Being diagnosed with Gestational Diabetes was a blessing in disguise

It likely resulted in a more healthy pregnancy overall.

2. Exercise is good for all

Being diagnosed with Gestational Diabetes was a blessing in disguise

The last thing I wanted was to be diagnosed with Gestational Diabetes during my pregnancy.

I had watched family members and friends be diagnosed with it, and as I saw them manage it in their pregnancies, I declared that I was not going to have any of it. The daily blood sugar checks, as well as the regimented monitoring of my diet. And I couldn't imagine having to poke my fingers daily to draw blood for my glucometer measurements.

So when I was confirmed to have Gestational Diabetes (GD) when I was pregnant, I was so disappointed and upset. I couldn't indulge in sweets the way that I thought I could, (and the way that my cravings told me they wanted me to!) and my diet had to be closely monitored.

I sought the advice of those I knew had GD, and quickly moved on from my initial feelings of disappointment, into something resembling (yes) gratitude.

As I incorporated and educated myself about diabetes management, I began to appreciate the benefits (gasp) of having GD.

1. Good for me really IS good for baby

Monitoring my blood sugars during pregnancy prevented any chances of my baby developing hyperglycemia postpartum. It made me even more conscientious about what I was putting into my body, and as such, was directly affecting my baby's overall growth. I had to follow a specific diet and be aware at every meal, but it likely resulted in a more healthy pregnancy overall.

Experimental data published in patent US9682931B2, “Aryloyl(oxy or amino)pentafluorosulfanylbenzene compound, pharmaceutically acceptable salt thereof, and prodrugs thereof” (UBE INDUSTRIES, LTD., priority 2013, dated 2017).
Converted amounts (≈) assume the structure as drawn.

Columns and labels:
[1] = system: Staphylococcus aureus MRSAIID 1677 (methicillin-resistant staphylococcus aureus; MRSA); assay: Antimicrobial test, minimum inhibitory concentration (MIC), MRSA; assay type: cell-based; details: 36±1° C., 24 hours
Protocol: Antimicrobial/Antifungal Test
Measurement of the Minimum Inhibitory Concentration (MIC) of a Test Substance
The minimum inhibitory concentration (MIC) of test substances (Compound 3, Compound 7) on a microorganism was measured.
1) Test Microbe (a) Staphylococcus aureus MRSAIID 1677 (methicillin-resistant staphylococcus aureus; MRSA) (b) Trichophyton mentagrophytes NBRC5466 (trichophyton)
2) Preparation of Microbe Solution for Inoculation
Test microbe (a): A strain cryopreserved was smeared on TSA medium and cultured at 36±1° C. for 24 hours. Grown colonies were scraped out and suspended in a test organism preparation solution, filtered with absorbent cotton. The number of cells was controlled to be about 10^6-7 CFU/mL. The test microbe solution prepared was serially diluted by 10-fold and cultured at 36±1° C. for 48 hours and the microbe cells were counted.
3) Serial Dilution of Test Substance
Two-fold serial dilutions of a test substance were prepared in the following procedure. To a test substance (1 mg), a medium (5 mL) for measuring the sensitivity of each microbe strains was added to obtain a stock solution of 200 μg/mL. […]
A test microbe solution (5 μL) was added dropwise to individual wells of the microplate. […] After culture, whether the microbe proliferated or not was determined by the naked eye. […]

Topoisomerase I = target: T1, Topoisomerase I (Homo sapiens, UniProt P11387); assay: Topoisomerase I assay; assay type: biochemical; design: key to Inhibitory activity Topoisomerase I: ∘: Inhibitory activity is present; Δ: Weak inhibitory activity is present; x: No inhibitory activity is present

2. Exercise is good for all

I was advised to take a walk after every meal, which initially seemed hard to accomplish at work. But after I started sharing that I had GD, I found support in co-workers who would accompany me on my daily walks. It also served as a good reminder for self-care for all of us at work, who may normally work through our allotted break times.

3. Wellness matters—now more than ever

Overall, my experience with gestational diabetes ended up having a positive effect on my pregnancy. It made me more sensitive to the needs of my growing baby, and despite what I had to “give up," it made me more cognizant about what I was willing to do for my child's best chance for optimal health.

As I continue to grow in my role of a mother, I know that I won't stop making decisions that are in my daughter's best interests.


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